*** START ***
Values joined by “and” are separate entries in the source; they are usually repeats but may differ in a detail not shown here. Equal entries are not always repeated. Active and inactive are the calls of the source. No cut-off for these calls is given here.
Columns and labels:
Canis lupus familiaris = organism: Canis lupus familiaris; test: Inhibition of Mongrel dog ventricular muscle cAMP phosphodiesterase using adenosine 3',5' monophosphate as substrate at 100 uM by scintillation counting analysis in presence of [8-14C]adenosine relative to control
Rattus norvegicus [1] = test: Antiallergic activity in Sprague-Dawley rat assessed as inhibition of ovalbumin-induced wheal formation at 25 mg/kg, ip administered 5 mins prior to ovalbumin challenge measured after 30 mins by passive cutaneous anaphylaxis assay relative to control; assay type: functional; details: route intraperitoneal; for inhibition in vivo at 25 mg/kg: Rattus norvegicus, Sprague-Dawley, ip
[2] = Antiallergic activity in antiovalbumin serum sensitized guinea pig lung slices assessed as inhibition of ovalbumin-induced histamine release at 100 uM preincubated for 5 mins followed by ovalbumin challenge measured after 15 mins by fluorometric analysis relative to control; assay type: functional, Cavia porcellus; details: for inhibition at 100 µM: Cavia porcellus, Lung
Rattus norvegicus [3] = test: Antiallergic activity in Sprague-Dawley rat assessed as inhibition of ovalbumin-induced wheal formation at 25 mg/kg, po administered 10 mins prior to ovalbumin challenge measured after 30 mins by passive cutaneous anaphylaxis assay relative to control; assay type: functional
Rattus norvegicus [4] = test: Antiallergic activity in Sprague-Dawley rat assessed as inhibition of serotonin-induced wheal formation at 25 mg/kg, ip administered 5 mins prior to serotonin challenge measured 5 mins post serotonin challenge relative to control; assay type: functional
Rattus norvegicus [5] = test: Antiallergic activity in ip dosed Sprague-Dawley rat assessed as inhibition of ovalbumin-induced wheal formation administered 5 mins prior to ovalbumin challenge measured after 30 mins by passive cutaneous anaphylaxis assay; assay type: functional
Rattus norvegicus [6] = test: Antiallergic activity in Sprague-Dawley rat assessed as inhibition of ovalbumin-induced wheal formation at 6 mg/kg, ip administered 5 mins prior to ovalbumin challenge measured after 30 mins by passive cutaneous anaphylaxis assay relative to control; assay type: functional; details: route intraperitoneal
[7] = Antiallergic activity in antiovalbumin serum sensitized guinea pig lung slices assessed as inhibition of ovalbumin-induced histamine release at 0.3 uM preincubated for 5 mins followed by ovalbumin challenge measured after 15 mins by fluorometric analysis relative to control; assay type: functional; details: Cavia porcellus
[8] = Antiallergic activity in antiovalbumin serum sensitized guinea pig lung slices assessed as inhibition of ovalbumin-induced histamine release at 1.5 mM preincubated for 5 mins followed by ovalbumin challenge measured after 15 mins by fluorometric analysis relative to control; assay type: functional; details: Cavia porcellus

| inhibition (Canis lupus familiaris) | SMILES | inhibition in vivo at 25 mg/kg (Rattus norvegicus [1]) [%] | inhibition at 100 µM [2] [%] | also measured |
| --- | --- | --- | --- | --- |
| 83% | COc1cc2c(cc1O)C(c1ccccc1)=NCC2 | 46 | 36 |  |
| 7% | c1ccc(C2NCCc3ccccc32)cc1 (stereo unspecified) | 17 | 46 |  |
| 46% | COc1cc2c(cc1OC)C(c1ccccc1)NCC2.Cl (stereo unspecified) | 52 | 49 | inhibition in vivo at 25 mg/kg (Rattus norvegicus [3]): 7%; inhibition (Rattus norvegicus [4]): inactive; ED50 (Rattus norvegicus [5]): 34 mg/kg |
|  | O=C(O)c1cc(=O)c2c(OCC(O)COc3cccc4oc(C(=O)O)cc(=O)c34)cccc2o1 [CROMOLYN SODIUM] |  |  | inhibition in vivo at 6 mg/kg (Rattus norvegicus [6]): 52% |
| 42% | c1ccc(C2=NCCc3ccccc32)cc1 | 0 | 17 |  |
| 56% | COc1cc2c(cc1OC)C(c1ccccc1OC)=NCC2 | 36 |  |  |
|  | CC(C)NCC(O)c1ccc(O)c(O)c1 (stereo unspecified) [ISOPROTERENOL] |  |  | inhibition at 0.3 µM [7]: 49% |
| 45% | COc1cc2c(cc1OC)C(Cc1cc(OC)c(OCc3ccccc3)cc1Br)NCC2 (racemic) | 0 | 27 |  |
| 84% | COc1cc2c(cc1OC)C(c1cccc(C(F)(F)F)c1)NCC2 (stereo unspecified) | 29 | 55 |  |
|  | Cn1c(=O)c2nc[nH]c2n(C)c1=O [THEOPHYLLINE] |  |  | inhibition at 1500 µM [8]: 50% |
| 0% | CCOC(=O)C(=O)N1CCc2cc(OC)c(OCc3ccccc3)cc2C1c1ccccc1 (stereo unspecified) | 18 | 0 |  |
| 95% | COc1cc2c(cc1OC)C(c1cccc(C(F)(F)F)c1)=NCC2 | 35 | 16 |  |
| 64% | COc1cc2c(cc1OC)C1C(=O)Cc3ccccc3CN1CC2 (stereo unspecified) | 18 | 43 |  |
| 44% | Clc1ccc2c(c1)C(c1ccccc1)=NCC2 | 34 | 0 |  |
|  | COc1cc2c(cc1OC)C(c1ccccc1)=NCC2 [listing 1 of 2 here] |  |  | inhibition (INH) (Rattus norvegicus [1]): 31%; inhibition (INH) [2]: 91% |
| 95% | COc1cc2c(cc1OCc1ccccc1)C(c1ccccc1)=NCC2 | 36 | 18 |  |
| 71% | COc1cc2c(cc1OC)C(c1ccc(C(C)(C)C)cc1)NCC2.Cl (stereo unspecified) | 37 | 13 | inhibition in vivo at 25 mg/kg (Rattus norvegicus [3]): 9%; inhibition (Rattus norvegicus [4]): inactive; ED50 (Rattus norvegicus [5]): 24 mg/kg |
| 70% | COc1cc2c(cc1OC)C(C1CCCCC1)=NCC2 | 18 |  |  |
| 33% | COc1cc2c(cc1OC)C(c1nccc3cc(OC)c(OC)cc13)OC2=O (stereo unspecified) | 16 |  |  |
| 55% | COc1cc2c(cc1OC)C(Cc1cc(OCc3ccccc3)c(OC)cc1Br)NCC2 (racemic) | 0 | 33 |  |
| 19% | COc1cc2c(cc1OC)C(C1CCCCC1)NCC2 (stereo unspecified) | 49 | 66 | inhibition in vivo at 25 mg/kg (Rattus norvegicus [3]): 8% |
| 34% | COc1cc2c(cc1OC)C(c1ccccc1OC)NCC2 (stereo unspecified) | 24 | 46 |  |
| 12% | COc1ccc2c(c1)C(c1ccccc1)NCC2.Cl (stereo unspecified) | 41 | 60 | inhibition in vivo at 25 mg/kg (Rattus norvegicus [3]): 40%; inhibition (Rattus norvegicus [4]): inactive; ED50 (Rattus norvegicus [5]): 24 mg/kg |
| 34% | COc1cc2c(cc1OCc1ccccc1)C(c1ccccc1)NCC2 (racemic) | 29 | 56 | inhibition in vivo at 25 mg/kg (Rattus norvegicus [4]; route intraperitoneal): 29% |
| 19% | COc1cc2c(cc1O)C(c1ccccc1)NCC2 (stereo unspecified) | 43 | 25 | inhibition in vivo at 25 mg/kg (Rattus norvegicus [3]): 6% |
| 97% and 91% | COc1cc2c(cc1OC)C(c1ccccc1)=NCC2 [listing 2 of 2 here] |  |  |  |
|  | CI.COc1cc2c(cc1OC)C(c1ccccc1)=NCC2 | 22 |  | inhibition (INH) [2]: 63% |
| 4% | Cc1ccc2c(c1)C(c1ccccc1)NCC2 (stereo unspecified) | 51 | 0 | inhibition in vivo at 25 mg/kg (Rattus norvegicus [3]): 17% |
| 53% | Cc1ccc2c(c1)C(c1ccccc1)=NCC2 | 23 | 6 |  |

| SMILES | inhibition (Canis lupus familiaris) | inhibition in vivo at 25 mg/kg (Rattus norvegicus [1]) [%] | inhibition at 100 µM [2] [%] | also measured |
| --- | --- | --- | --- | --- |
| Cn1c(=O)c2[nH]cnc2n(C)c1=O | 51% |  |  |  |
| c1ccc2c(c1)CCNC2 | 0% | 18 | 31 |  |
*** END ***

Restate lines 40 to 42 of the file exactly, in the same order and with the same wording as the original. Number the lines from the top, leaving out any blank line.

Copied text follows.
|  | CI.COc1cc2c(cc1OC)C(c1ccccc1)=NCC2 | 22 |  | inhibition (INH) [2]: 63% |
| 4% | Cc1ccc2c(c1)C(c1ccccc1)NCC2 (stereo unspecified) | 51 | 0 | inhibition in vivo at 25 mg/kg (Rattus norvegicus [3]): 17% |
| 53% | Cc1ccc2c(c1)C(c1ccccc1)=NCC2 | 23 | 6 |  |